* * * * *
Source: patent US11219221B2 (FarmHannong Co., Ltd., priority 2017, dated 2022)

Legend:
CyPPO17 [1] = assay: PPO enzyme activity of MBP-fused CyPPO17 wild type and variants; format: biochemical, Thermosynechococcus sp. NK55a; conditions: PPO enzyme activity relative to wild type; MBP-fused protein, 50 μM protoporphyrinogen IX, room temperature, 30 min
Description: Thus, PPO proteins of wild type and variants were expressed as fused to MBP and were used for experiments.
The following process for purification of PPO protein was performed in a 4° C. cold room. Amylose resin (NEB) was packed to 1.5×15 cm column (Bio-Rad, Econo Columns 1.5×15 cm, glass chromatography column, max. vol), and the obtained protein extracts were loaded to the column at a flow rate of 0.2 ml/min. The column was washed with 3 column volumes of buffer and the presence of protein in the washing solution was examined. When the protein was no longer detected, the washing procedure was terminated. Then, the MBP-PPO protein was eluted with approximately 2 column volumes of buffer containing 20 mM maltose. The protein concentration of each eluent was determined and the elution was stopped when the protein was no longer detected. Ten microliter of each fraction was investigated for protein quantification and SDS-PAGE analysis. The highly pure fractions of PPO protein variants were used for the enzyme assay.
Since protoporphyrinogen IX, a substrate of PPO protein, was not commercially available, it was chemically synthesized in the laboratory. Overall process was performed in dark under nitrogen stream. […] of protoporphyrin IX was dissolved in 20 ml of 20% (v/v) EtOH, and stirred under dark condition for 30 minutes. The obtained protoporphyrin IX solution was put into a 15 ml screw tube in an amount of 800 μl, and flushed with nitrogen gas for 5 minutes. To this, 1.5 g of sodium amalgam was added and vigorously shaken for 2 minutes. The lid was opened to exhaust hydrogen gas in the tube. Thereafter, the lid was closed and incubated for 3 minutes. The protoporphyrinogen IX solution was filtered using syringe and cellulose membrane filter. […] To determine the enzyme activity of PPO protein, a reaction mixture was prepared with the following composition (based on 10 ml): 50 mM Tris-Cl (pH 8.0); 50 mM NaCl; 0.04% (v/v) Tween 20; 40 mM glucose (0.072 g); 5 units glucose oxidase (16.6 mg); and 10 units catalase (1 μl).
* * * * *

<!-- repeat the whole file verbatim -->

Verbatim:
Source: patent US11219221B2 (FarmHannong Co., Ltd., priority 2017, dated 2022)

Legend:
CyPPO17 [1] = assay: PPO enzyme activity of MBP-fused CyPPO17 wild type and variants; format: biochemical, Thermosynechococcus sp. NK55a; conditions: PPO enzyme activity relative to wild type; MBP-fused protein, 50 μM protoporphyrinogen IX, room temperature, 30 min
Description: Thus, PPO proteins of wild type and variants were expressed as fused to MBP and were used for experiments.
The following process for purification of PPO protein was performed in a 4° C. cold room. Amylose resin (NEB) was packed to 1.5×15 cm column (Bio-Rad, Econo Columns 1.5×15 cm, glass chromatography column, max. vol), and the obtained protein extracts were loaded to the column at a flow rate of 0.2 ml/min. The column was washed with 3 column volumes of buffer and the presence of protein in the washing solution was examined. When the protein was no longer detected, the washing procedure was terminated. Then, the MBP-PPO protein was eluted with approximately 2 column volumes of buffer containing 20 mM maltose. The protein concentration of each eluent was determined and the elution was stopped when the protein was no longer detected. Ten microliter of each fraction was investigated for protein quantification and SDS-PAGE analysis. The highly pure fractions of PPO protein variants were used for the enzyme assay.
Since protoporphyrinogen IX, a substrate of PPO protein, was not commercially available, it was chemically synthesized in the laboratory. Overall process was performed in dark under nitrogen stream. […] of protoporphyrin IX was dissolved in 20 ml of 20% (v/v) EtOH, and stirred under dark condition for 30 minutes. The obtained protoporphyrin IX solution was put into a 15 ml screw tube in an amount of 800 μl, and flushed with nitrogen gas for 5 minutes. To this, 1.5 g of sodium amalgam was added and vigorously shaken for 2 minutes. The lid was opened to exhaust hydrogen gas in the tube. Thereafter, the lid was closed and incubated for 3 minutes. The protoporphyrinogen IX solution was filtered using syringe and cellulose membrane filter. […] To determine the enzyme activity of PPO protein, a reaction mixture was prepared with the following composition (based on 10 ml): 50 mM Tris-Cl (pH 8.0); 50 mM NaCl; 0.04% (v/v) Tween 20; 40 mM glucose (0.072 g); 5 units glucose oxidase (16.6 mg); and 10 units catalase (1 μl).